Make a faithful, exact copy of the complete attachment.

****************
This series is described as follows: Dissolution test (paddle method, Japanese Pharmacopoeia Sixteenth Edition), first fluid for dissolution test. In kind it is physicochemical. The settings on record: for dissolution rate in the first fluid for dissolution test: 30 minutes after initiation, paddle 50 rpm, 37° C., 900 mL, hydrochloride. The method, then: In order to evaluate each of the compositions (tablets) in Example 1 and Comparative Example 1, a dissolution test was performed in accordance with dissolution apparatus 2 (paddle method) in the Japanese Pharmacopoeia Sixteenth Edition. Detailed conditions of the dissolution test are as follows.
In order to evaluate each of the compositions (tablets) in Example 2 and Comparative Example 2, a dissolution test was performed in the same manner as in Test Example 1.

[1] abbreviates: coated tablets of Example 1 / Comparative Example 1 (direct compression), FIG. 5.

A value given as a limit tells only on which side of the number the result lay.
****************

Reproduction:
This series is described as follows: Dissolution test (paddle method, Japanese Pharmacopoeia Sixteenth Edition), first fluid for dissolution test. In kind it is physicochemical. The settings on record: for dissolution rate in the first fluid for dissolution test: 30 minutes after initiation, paddle 50 rpm, 37° C., 900 mL, hydrochloride. The method, then: In order to evaluate each of the compositions (tablets) in Example 1 and Comparative Example 1, a dissolution test was performed in accordance with dissolution apparatus 2 (paddle method) in the Japanese Pharmacopoeia Sixteenth Edition. Detailed conditions of the dissolution test are as follows.
In order to evaluate each of the compositions (tablets) in Example 2 and Comparative Example 2, a dissolution test was performed in the same manner as in Test Example 1.

[1] abbreviates: coated tablets of Example 1 / Comparative Example 1 (direct compression), FIG. 5.

A value given as a limit tells only on which side of the number the result lay.